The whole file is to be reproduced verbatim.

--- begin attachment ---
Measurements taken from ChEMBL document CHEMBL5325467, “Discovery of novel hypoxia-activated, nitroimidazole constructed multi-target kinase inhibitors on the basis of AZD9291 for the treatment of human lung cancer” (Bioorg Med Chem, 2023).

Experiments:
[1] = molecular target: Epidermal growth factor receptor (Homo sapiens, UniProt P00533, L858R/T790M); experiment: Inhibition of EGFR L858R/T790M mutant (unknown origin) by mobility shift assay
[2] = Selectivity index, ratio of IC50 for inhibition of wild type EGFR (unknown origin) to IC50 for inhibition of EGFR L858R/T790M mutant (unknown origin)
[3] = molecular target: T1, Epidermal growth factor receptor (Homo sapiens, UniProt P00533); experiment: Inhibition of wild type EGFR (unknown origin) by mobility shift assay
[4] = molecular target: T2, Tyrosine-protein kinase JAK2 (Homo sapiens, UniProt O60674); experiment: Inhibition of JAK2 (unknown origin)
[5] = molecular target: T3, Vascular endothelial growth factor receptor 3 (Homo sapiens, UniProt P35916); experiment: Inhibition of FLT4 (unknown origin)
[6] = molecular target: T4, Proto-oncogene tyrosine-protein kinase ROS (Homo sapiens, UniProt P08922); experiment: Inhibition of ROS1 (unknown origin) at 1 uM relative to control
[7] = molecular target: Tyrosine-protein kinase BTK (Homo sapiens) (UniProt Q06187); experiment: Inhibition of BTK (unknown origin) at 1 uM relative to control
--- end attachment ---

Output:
Measurements taken from ChEMBL document CHEMBL5325467, “Discovery of novel hypoxia-activated, nitroimidazole constructed multi-target kinase inhibitors on the basis of AZD9291 for the treatment of human lung cancer” (Bioorg Med Chem, 2023).

Experiments:
[1] = molecular target: Epidermal growth factor receptor (Homo sapiens, UniProt P00533, L858R/T790M); experiment: Inhibition of EGFR L858R/T790M mutant (unknown origin) by mobility shift assay
[2] = Selectivity index, ratio of IC50 for inhibition of wild type EGFR (unknown origin) to IC50 for inhibition of EGFR L858R/T790M mutant (unknown origin)
[3] = molecular target: T1, Epidermal growth factor receptor (Homo sapiens, UniProt P00533); experiment: Inhibition of wild type EGFR (unknown origin) by mobility shift assay
[4] = molecular target: T2, Tyrosine-protein kinase JAK2 (Homo sapiens, UniProt O60674); experiment: Inhibition of JAK2 (unknown origin)
[5] = molecular target: T3, Vascular endothelial growth factor receptor 3 (Homo sapiens, UniProt P35916); experiment: Inhibition of FLT4 (unknown origin)
[6] = molecular target: T4, Proto-oncogene tyrosine-protein kinase ROS (Homo sapiens, UniProt P08922); experiment: Inhibition of ROS1 (unknown origin) at 1 uM relative to control
[7] = molecular target: Tyrosine-protein kinase BTK (Homo sapiens) (UniProt Q06187); experiment: Inhibition of BTK (unknown origin) at 1 uM relative to control